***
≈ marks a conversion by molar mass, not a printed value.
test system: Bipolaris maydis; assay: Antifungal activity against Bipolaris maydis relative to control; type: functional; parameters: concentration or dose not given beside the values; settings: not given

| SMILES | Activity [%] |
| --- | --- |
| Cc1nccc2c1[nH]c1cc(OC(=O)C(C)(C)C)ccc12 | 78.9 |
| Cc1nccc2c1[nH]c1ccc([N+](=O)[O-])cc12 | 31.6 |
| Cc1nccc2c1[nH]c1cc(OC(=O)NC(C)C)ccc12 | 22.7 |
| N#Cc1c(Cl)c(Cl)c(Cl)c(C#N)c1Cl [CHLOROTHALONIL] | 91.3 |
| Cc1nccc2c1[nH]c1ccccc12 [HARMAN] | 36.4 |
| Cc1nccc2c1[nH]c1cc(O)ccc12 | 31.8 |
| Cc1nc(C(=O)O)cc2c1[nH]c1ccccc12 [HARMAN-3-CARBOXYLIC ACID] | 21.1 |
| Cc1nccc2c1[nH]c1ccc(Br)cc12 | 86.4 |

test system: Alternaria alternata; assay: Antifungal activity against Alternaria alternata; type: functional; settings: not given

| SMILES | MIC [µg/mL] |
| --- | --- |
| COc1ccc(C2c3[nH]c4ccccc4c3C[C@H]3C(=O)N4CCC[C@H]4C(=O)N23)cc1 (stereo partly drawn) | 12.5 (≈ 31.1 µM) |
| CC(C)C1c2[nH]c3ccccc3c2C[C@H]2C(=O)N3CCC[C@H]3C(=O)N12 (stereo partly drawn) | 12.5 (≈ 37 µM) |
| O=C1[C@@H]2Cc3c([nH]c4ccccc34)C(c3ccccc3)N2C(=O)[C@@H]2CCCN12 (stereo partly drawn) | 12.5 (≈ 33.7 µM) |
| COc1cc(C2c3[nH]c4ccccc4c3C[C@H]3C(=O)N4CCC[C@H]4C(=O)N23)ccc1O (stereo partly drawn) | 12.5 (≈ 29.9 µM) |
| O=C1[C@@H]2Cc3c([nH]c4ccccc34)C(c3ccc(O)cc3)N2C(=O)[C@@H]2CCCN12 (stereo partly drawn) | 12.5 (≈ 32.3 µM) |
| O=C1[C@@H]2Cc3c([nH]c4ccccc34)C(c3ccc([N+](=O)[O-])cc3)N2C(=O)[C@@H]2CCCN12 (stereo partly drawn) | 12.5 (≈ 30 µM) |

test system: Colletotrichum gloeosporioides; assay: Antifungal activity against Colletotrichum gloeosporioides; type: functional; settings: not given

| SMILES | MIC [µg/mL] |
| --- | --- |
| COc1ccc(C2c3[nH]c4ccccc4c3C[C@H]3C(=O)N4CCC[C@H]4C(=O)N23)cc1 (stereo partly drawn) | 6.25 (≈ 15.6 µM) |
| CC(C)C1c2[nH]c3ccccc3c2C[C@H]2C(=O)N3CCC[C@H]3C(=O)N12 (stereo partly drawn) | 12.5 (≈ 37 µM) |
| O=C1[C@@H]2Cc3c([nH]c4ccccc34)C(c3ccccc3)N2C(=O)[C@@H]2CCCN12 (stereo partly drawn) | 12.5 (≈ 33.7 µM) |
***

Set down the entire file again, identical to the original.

≈ marks a conversion by molar mass, not a printed value.
test system: Bipolaris maydis; assay: Antifungal activity against Bipolaris maydis relative to control; type: functional; parameters: concentration or dose not given beside the values; settings: not given

| SMILES | Activity [%] |
| --- | --- |
| Cc1nccc2c1[nH]c1cc(OC(=O)C(C)(C)C)ccc12 | 78.9 |
| Cc1nccc2c1[nH]c1ccc([N+](=O)[O-])cc12 | 31.6 |
| Cc1nccc2c1[nH]c1cc(OC(=O)NC(C)C)ccc12 | 22.7 |
| N#Cc1c(Cl)c(Cl)c(Cl)c(C#N)c1Cl [CHLOROTHALONIL] | 91.3 |
| Cc1nccc2c1[nH]c1ccccc12 [HARMAN] | 36.4 |
| Cc1nccc2c1[nH]c1cc(O)ccc12 | 31.8 |
| Cc1nc(C(=O)O)cc2c1[nH]c1ccccc12 [HARMAN-3-CARBOXYLIC ACID] | 21.1 |
| Cc1nccc2c1[nH]c1ccc(Br)cc12 | 86.4 |

test system: Alternaria alternata; assay: Antifungal activity against Alternaria alternata; type: functional; settings: not given

| SMILES | MIC [µg/mL] |
| --- | --- |
| COc1ccc(C2c3[nH]c4ccccc4c3C[C@H]3C(=O)N4CCC[C@H]4C(=O)N23)cc1 (stereo partly drawn) | 12.5 (≈ 31.1 µM) |
| CC(C)C1c2[nH]c3ccccc3c2C[C@H]2C(=O)N3CCC[C@H]3C(=O)N12 (stereo partly drawn) | 12.5 (≈ 37 µM) |
| O=C1[C@@H]2Cc3c([nH]c4ccccc34)C(c3ccccc3)N2C(=O)[C@@H]2CCCN12 (stereo partly drawn) | 12.5 (≈ 33.7 µM) |
| COc1cc(C2c3[nH]c4ccccc4c3C[C@H]3C(=O)N4CCC[C@H]4C(=O)N23)ccc1O (stereo partly drawn) | 12.5 (≈ 29.9 µM) |
| O=C1[C@@H]2Cc3c([nH]c4ccccc34)C(c3ccc(O)cc3)N2C(=O)[C@@H]2CCCN12 (stereo partly drawn) | 12.5 (≈ 32.3 µM) |
| O=C1[C@@H]2Cc3c([nH]c4ccccc34)C(c3ccc([N+](=O)[O-])cc3)N2C(=O)[C@@H]2CCCN12 (stereo partly drawn) | 12.5 (≈ 30 µM) |

test system: Colletotrichum gloeosporioides; assay: Antifungal activity against Colletotrichum gloeosporioides; type: functional; settings: not given

| SMILES | MIC [µg/mL] |
| --- | --- |
| COc1ccc(C2c3[nH]c4ccccc4c3C[C@H]3C(=O)N4CCC[C@H]4C(=O)N23)cc1 (stereo partly drawn) | 6.25 (≈ 15.6 µM) |
| CC(C)C1c2[nH]c3ccccc3c2C[C@H]2C(=O)N3CCC[C@H]3C(=O)N12 (stereo partly drawn) | 12.5 (≈ 37 µM) |
| O=C1[C@@H]2Cc3c([nH]c4ccccc34)C(c3ccccc3)N2C(=O)[C@@H]2CCCN12 (stereo partly drawn) | 12.5 (≈ 33.7 µM) |